It's like you didn't even read what I wrote.

1. The relevant question is not "startup versus nothing", it's "startup versus lifestyle business". How do you know that choosing a startup in that context is a good decision?

2. I wasn't claiming that startups and lottery tickets are at all the same sort of thing. I was making a point about saying "X, Y and Z founded startups and it worked really well for them": that just isn't good evidence that startups are good in general, or even for any particular (however rare) sort of person, unless you can say what's special about X, Y and Z other than that their startups happened to succeed.


The expected value of working on a startup is positive? Can you support that argument with evidence?


I hesitated when writing "grow-fast-and-flip", but went ahead because ultimately owners of large funded companies tend to sell a large percentage of their company to the general public via an IPO. But you're right, characterizing an IPO as a "flip" is a stretch.

The component of your writing I'm referring to is in How to Make Wealth: "If you wanted to get rich, how would you do it? I think your best bet would be to start or join a startup." Your other writings had really resonated with me, and you had described Viaweb's hackers as really risk-averse, so I assumed that I was among the "you" comprising your target demographic. But, having been exposed to other methods of getting rich, I no longer believe my best bet is to start a startup. I would also guess that it is not the best bet of the majority of your readers. It is possible that I am underestimating the prowess of your readerbase, or that you are not writing to the majority of your readers.

I'm happy that you provided an alternative viewpoint at Startup School - I'd love to hear you address the possibility of getting rich via a 37 Signals model on your blog. I know you've mentioned why you don't invest in software companies in order to obtain dividends (despite the fact that people do invest in things like restaurants and banks in order to obtain dividends, and, as an investor, I think I'd rather own shares in a profitable software company than in a profitable restaurant). Maybe you could tie it all together into a blog post at some point. The topic appears here frequently.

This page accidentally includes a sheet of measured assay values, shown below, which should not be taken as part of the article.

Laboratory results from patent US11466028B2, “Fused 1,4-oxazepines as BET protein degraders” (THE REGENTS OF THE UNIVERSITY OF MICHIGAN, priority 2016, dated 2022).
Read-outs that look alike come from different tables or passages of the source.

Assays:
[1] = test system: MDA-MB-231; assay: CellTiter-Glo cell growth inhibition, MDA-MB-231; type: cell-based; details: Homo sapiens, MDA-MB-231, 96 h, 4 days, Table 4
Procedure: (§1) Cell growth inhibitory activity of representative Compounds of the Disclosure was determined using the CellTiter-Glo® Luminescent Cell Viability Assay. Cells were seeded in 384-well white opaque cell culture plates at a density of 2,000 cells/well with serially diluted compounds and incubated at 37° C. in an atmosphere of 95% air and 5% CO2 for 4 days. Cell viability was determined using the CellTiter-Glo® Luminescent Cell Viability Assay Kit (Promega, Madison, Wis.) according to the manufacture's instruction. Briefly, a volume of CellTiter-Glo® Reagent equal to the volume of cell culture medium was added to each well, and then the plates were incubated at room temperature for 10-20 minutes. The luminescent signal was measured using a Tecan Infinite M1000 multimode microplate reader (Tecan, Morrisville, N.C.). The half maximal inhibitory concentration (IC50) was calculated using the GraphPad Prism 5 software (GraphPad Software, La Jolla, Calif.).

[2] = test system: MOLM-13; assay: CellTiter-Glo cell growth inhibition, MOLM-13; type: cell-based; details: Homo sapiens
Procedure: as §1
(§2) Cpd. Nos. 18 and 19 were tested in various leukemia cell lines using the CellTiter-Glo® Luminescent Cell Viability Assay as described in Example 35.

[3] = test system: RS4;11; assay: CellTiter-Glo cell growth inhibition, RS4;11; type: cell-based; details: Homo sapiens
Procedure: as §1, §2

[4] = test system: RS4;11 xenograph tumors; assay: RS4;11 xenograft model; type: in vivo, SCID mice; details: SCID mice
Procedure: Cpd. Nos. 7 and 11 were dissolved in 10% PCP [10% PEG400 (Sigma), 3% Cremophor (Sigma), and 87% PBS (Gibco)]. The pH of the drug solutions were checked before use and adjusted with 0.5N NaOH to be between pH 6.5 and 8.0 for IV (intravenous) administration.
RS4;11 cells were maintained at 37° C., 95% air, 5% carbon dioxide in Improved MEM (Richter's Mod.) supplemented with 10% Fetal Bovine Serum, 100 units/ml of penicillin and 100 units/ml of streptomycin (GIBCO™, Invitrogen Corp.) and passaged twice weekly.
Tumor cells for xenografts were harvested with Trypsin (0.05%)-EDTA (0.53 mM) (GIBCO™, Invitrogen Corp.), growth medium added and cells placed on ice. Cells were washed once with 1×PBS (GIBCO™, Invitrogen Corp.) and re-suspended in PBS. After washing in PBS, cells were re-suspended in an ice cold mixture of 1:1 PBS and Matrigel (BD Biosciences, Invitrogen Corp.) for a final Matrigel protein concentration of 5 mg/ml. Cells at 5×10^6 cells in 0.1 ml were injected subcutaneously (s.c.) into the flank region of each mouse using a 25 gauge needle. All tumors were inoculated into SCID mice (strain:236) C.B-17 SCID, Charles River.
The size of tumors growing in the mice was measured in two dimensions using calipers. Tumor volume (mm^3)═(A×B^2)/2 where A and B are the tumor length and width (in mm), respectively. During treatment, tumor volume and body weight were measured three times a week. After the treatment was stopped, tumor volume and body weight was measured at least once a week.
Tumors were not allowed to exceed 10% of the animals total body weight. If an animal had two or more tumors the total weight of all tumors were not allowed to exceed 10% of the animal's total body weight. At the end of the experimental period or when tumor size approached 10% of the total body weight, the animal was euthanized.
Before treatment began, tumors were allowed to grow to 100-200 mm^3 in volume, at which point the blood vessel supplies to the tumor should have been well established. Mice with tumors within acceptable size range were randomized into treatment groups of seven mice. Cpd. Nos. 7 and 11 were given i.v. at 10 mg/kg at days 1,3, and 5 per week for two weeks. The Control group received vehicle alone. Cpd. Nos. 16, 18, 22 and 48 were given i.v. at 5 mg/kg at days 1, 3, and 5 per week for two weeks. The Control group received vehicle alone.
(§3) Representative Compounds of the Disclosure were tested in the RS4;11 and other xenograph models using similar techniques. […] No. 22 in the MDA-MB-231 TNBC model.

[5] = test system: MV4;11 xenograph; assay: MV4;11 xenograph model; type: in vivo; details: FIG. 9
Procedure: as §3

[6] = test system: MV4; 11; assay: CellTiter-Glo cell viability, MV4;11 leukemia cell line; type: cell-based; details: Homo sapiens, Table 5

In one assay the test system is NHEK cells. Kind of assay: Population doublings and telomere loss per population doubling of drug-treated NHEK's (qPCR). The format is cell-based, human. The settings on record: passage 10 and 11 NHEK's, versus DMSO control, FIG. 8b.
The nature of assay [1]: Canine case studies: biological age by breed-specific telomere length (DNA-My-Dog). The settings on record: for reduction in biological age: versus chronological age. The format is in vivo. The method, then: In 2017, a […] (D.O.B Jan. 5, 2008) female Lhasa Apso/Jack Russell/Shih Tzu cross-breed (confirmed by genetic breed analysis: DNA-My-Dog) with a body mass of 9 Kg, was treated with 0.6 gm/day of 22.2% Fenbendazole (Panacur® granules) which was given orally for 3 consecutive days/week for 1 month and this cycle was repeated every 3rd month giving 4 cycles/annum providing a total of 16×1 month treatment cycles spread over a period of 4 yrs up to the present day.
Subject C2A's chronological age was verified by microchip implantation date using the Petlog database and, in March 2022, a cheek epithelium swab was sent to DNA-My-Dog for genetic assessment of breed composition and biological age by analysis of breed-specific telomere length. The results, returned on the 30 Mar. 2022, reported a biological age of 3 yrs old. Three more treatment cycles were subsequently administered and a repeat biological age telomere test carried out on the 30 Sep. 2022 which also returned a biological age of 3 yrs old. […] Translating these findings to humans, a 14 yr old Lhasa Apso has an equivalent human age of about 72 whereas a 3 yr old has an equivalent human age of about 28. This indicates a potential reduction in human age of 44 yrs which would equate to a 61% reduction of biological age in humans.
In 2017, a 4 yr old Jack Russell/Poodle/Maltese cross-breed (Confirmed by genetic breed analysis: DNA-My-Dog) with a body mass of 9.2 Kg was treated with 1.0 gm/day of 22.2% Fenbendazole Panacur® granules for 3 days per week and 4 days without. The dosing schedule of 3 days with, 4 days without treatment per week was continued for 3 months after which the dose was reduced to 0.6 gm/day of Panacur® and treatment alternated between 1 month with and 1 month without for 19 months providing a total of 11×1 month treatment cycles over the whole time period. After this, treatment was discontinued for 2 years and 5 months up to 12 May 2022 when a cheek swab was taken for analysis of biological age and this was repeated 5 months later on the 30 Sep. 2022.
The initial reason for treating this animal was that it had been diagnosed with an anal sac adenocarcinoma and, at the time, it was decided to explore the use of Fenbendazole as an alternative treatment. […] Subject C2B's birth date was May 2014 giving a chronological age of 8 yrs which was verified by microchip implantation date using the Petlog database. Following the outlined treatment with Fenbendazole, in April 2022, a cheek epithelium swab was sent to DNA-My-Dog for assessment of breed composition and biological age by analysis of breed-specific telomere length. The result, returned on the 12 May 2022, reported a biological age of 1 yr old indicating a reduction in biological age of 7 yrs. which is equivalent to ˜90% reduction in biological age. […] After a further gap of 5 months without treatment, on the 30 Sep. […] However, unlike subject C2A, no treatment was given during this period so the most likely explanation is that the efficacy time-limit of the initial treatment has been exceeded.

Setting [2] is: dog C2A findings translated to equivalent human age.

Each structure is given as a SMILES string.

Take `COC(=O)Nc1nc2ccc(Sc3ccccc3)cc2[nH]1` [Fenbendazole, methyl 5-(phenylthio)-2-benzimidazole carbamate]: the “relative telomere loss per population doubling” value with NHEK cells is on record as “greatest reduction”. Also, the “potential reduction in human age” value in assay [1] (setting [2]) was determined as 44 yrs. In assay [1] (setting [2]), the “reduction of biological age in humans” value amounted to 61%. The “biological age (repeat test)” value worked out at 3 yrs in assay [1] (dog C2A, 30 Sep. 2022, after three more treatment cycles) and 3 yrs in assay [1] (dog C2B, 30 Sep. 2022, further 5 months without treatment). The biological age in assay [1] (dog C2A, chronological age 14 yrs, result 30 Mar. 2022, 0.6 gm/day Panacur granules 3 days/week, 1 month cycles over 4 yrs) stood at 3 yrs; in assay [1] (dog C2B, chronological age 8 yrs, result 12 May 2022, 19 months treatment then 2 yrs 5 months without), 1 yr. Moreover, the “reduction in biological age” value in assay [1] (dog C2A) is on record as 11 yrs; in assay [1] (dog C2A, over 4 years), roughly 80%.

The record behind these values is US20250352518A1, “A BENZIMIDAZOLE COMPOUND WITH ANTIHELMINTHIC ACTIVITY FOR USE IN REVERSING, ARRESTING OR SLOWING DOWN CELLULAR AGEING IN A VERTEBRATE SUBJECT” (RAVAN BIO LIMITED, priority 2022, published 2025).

I don't think there actually is any difference between what I call a startup and what you call the 37signals model.

A startup is a company that creates wealth rapidly by creating technology a lot of people need. While I don't know the details of 37signals' finances, it seems likely that they'd count as one by my definition.

I think the thing that makes people think 37signals is not a startup is that they currently seem to have no interest in selling the company, but instead pay themselves a lot of the revenues as dividends. That's a matter of personal preference, but as I explained here,

http://www.paulgraham.com/prcmc.html

they amount to the same thing.


For YC, is E(IPO) > E(quick acquisition). The latter obviously being more likely, but less valuable. How do you have enough data to know?


Keep in mind that to become as rich as the partners at 37Signals you have to be just as much of an outlier as the people who found your average high growth startup and have a successful exit. The average SaaS business makes nowhere close to 8 figures a year. Venture backed startups certainly have higher variance, but I wouldn't agree that its black-and-white that starting a SaaS small business is a more reliable way to become wealthy enough to never have to work again.


This sounds like a strange non sequitur to me; you needed 37 Signals to tell you that you need to charge for stuff to make money, and could not possibly have arrived at this conclusion without their particular received insight on this very matter?

It seems to me one could have concluded that just by looking at the nature and history of commerce.

Now, it may be that you did not realise this, and that when you did, it was at 37 Signals' encouragement to do so. But from this it does not follow that the single thing that could've happened that would have been better for you would have been to be introduced to entrepreneurial thought by 37 Signals.